For example this will output cert.yaml in the latest API version:

kubectl cert-manager convert -f cert.yaml


kubectl cert-manager create can be used to create cert-manager resources manually. Sub-commands are available to create different resources:


To create a cert-manager CertificateRequest, use kubectl cert-manager create certificaterequest. The command takes in the name of the CertificateRequest to be created, and creates a new CertificateRequest resource based on the YAML manifest of a Certificate resource as specified by --from-certificate-file flag, by generating a private key locally and creating a 'certificate signing request' to be submitted to a cert-manager Issuer. The private key will be written to a local file, where the default is <name_of_cr>.key, or it can be specified using the --output-key-file flag.

If you wish to wait for the CertificateRequest to be signed and store the X.509 certificate in a file, you can set the --fetch-certificate flag. The default timeout when waiting for the issuance of the certificate is 5 minutes, but can be specified with the --timeout flag. The default name of the file storing the X.509 certificate is <name_of_cr>.crt, you can use the --output-certificate-file flag to specify otherwise.

Note that the private key and the X.509 certificate are both written to file, and are not stored inside Kubernetes.

For example this will create a CertificateRequest resource with the name "my-cr" based on the cert-manager Certificate described in my-certificate.yaml while storing the private key and X.509 certificate in my-cr.key and my-cr.crt respectively.

kubectl cert-manager create certificaterequest my-cr --from-certificate-file my-certificate.yaml --fetch-certificate --timeout 20m

Status Certificate

kubectl cert-manager status certificate outputs the details of the current status of a Certificate resource and related resources like CertificateRequest, Secret, Issuer, as well as Order and Challenges if it is a ACME Certificate. The command outputs information about the resources, including Conditions, Events and resource specific fields like Key Usages and Extended Key Usages of the Secret or Authorizations of the Order. This will be helpful for troubleshooting a Certificate.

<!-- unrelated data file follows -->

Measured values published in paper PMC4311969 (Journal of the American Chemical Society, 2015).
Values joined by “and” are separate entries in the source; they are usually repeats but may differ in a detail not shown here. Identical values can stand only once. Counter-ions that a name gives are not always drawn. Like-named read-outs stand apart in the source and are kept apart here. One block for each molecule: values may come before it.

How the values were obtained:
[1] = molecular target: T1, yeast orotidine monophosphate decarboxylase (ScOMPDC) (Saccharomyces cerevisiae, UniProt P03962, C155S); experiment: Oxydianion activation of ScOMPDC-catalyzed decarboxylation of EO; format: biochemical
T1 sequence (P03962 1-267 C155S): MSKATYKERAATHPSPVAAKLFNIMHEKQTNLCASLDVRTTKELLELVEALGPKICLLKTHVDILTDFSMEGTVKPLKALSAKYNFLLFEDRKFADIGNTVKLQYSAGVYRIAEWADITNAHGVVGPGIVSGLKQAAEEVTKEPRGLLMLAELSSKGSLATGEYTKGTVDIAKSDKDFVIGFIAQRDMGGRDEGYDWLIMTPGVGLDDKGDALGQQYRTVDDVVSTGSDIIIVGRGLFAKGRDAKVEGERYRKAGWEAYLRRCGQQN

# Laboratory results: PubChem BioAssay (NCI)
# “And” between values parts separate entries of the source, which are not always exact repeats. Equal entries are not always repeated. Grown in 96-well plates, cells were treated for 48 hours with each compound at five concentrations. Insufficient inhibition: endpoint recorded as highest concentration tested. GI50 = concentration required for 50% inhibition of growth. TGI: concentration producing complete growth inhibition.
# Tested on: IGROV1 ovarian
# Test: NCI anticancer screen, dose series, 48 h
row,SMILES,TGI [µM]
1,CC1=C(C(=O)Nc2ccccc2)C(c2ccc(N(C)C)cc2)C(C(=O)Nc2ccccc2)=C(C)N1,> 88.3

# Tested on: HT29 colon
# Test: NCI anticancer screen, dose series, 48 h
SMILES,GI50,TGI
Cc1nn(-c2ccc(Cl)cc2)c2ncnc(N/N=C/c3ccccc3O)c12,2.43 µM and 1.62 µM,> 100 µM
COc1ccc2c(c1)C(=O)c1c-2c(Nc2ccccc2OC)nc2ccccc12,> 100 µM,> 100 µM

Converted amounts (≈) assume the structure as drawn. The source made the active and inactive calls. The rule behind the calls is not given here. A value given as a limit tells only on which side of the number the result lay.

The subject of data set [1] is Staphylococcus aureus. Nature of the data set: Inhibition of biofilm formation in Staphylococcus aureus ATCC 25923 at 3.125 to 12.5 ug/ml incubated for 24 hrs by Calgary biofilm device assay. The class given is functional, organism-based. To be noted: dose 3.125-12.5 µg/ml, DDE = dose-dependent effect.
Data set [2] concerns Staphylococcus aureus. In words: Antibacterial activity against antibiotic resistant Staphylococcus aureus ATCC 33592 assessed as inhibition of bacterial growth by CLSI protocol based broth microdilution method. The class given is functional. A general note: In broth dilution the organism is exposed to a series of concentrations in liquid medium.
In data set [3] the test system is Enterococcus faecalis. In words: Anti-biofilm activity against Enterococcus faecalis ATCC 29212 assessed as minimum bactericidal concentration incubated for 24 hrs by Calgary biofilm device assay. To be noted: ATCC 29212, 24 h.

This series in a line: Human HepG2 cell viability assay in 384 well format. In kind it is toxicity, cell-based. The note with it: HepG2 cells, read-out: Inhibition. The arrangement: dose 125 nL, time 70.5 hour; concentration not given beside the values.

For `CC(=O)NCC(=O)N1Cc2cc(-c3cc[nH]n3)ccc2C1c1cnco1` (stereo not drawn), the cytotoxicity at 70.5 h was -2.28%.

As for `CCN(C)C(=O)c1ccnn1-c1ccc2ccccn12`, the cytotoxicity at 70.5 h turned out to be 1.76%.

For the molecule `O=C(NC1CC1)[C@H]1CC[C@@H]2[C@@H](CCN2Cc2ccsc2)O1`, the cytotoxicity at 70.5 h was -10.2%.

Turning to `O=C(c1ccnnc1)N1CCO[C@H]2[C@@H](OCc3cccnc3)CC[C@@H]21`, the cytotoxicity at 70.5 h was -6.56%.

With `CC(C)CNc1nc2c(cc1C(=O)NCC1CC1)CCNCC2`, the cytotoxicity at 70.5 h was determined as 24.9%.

The command takes in one argument specifying the name of the Certificate resource and the namespace can be specified as usual with the -n or --namespace flag.

This example queries the status of the Certificate named my-certificate in namespace my-namespace.

kubectl cert-manager status certificate my-certificate -n my-namespace


CertificateRequests can be approved or denied using their respective kubectl plugin commands:

Note: The internal cert-manager approver may automatically approve all CertificateRequests unless disabled with the flag on the cert-manager-controller --controllers=*,-certificaterequests-approver

$ kubectl cert-manager approve -n istio-system mesh-ca --reason "pki-team" --message "this certificate is valid"
Approved CertificateRequest 'istio-system/mesh-ca'
$ kubectl cert-manager deny -n my-app my-app --reason "" --message "violates policy"
Denied CertificateRequest 'my-app/my-app'


kubectl cert-manager x has experimental sub-commands for operations which are currently under evaluation to be included into cert-manager proper. The behavior and interface of these commands are subject to change or removal in future releases.


kubectl cert-manager x create can be used to create cert-manager resources manually. Sub-commands are available to create different resources:


To create a CertificateSigningRequest, use kubectl cert-manager x create csr. This command takes the name of the CertificateSigningRequest to be created, as well as a file containing a Certificate manifest (-f, --from-certificate-file). This command will generate a private key, based on the options of the Certificate, and write it to the local file <name>.key, or specified by -k, --output-key-file.

$ kubectl cert-manager x create csr -f my-cert.yaml my-req

cert-manager will not automatically approve CertificateSigningRequests. If you are not running a custom approver in your cluster, you will likely need to manually approve the CertificateSigningRequest:

$ kubectl certificate approve <name>

This command can also wait for the CertificateSigningRequest to be signed using the flag -w, --fetch-certificate. Once signed it will write the resulting signed certificate to the local file <name>.crt, or specified by -c, --output-certificate-file.

$ kubectl cert-manager x create csr -f my-cert.yaml my-req -w